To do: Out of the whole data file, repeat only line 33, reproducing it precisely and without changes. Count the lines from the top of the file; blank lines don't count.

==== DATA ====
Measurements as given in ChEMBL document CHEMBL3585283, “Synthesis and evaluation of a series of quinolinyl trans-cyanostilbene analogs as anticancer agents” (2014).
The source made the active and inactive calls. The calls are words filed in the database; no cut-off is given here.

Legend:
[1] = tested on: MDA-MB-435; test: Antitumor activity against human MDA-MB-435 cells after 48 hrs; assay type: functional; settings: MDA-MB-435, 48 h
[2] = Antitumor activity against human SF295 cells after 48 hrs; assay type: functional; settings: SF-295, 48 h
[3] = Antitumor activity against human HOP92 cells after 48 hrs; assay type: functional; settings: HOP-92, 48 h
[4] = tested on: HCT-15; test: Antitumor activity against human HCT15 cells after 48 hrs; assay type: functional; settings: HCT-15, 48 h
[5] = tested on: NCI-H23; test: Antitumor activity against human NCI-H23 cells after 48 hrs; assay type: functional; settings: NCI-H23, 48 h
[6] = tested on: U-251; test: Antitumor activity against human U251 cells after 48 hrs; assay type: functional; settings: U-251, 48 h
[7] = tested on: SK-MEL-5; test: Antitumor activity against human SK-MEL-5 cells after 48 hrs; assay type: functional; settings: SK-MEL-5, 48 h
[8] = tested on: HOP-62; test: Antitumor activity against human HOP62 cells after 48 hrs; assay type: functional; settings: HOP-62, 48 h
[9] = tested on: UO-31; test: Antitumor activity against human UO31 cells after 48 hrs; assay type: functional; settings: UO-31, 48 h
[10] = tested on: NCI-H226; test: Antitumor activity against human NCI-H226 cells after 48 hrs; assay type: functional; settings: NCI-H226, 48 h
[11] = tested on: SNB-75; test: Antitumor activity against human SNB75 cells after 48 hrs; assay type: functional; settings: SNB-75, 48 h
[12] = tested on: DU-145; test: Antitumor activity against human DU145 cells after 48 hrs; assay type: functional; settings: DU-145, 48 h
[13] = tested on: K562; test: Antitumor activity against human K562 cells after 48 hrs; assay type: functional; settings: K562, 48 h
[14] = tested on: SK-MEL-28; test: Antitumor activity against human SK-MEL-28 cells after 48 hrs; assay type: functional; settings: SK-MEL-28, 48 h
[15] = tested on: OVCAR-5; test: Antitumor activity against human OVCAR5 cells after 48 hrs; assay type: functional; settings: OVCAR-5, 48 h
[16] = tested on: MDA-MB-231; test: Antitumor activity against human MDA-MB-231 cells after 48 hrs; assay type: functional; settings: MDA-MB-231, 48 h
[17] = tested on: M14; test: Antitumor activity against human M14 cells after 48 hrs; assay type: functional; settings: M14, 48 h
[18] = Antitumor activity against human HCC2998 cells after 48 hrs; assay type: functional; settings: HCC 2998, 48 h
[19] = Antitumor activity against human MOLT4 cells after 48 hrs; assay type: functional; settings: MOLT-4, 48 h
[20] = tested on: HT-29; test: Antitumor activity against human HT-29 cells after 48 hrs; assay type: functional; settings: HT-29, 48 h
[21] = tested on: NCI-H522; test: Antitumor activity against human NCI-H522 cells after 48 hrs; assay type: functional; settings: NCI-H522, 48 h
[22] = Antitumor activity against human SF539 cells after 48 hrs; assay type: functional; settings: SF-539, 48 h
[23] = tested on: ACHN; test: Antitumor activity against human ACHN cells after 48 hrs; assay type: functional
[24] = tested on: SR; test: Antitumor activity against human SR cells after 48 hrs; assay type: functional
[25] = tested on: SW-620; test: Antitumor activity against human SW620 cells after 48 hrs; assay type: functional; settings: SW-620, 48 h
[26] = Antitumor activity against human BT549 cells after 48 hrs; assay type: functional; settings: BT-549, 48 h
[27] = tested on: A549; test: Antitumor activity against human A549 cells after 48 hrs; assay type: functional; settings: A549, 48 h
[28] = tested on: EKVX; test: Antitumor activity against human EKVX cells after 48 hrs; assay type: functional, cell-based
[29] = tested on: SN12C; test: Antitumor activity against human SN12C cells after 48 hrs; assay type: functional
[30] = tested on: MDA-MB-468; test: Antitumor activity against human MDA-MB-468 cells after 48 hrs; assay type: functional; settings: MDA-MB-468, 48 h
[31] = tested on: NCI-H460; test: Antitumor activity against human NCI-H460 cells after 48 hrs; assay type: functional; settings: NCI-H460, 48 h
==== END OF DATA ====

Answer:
[30] = tested on: MDA-MB-468; test: Antitumor activity against human MDA-MB-468 cells after 48 hrs; assay type: functional; settings: MDA-MB-468, 48 h